The CITE, a blog published by the National Association of College Stores, takes a look at the intersection of education and technology, highlighting issues that range from course materials to learning delivery to the student experience. Comments, discussion, feedback, and ideas are welcome.

Wednesday, December 23, 2015

New Polymer Could Change E-Reading

E-reading may be about to take a giant step forward. Researchers in Sweden have created a new material called power paper that can be formed into thin flexible displays storing an enormous amount of content.

One sheet of power paper has the capacity to store as much as 1 farad, or the same amount of information store by supercapacitors currently on the market. In addition, the material can be recharged hundreds of times and recharging only takes seconds to complete.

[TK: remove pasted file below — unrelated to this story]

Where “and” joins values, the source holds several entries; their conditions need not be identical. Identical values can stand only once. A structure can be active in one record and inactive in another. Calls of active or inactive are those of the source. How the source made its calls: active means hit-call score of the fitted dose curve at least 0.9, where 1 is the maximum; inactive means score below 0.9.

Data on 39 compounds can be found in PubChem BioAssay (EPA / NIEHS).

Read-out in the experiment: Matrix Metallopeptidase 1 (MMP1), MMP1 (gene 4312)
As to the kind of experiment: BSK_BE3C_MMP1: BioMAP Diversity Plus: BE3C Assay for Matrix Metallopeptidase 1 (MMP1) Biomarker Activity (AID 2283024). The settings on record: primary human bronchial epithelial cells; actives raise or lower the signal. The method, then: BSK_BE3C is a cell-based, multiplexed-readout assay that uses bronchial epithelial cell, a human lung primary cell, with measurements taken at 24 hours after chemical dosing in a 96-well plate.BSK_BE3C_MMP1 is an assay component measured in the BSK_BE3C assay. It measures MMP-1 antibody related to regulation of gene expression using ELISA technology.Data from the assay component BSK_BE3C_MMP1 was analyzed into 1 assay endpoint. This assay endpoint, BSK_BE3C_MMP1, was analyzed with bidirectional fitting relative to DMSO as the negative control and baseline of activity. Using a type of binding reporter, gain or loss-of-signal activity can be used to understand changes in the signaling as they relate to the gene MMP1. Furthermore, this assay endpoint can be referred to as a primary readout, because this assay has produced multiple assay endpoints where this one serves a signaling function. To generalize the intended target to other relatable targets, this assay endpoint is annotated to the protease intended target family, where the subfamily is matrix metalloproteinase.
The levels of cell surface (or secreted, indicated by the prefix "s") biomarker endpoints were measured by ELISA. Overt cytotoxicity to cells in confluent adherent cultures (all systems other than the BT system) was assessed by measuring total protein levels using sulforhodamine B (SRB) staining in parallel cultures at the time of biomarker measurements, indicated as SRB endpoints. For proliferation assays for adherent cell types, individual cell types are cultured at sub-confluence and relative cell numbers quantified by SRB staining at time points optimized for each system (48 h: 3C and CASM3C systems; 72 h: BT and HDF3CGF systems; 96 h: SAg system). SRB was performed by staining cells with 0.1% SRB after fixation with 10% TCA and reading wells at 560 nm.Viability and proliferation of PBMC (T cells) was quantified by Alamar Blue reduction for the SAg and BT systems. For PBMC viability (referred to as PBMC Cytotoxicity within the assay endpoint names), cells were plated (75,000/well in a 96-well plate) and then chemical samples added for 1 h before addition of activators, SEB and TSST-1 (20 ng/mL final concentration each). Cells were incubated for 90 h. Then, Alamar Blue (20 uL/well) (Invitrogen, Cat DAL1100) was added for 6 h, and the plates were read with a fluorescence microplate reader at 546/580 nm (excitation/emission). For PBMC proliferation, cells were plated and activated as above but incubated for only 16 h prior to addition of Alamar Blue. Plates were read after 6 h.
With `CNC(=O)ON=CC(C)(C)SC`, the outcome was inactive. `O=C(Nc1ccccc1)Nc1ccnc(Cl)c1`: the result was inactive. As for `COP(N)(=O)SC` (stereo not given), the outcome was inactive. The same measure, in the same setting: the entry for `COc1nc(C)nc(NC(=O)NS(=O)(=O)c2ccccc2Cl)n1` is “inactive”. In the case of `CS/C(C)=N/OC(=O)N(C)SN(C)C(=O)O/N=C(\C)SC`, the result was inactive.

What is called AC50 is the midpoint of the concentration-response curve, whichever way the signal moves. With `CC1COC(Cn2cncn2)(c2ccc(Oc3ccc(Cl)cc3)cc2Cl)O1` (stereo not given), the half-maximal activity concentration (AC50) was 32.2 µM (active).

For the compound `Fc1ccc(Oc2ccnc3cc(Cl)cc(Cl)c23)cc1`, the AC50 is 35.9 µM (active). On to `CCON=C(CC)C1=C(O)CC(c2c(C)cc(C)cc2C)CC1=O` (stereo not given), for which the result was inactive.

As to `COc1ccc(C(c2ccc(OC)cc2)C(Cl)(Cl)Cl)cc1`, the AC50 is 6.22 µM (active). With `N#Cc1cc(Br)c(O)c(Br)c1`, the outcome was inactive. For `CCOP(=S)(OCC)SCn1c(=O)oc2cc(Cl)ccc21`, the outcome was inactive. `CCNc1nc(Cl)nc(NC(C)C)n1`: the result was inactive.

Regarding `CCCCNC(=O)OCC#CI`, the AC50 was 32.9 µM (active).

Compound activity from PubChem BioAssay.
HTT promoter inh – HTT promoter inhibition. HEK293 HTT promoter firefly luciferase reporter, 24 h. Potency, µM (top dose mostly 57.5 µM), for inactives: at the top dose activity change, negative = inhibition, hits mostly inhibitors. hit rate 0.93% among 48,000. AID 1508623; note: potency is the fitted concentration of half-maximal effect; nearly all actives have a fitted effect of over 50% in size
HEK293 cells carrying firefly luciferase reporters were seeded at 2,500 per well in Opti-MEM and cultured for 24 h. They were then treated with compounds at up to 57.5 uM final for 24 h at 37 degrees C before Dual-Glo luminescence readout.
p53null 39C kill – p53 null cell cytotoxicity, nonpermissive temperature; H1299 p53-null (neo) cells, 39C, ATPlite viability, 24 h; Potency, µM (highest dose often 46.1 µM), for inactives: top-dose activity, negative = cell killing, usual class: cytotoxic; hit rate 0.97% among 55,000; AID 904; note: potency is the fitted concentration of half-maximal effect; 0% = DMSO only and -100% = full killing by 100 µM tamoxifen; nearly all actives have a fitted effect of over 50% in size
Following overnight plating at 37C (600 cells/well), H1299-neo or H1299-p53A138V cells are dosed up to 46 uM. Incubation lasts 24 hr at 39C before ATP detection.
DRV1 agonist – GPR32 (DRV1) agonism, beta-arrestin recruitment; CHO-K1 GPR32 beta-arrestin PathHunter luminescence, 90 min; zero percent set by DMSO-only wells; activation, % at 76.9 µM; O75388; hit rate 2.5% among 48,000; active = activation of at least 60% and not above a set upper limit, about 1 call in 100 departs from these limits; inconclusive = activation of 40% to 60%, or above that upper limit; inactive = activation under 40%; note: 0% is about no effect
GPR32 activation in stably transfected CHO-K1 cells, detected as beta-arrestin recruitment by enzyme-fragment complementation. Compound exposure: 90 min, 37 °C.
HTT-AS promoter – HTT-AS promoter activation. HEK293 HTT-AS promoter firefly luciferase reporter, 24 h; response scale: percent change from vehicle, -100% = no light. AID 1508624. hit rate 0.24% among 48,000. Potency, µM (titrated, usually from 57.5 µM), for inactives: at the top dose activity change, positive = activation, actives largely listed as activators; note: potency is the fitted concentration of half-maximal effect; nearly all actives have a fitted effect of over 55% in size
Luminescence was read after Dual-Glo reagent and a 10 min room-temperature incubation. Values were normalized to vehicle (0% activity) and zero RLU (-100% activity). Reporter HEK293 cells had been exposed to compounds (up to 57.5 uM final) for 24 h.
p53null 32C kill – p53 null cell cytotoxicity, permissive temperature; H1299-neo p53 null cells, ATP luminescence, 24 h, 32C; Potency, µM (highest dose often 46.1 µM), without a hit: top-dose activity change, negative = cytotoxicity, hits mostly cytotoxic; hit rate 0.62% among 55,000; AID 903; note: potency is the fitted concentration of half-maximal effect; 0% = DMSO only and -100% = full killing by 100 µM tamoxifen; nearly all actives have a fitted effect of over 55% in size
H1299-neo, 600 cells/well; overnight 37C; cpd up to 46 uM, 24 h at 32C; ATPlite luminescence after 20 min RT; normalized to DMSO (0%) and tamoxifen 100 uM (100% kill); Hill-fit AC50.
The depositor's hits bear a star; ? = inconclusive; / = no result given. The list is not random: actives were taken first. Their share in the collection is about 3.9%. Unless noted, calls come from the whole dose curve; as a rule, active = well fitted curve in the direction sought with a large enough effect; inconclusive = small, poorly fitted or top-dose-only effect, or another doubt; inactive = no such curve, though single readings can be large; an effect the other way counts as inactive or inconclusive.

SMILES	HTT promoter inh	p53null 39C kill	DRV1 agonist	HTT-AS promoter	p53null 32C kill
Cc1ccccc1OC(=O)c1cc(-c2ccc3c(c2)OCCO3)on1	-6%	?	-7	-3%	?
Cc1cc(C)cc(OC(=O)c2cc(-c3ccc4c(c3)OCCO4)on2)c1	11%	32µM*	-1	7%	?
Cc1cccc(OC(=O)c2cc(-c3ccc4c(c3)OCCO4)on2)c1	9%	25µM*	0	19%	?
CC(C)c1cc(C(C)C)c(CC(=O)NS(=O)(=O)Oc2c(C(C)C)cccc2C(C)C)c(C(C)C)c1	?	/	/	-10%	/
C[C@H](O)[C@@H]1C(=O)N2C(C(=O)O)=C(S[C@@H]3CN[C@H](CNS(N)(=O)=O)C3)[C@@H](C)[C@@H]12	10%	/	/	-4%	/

The cellulose material already set a world record for simultaneous conductivity for ions and electrons. It still must be developed at industrial scale to be practical, but has the potential to be used in folding or rollable screens and horizontal display technology.

“We could end up with e-paper devices that are actually paper thin, foldable, or rollable, and yet still fully powered,” wrote Paul St. John Mackintosh in a blog post for TeleRead.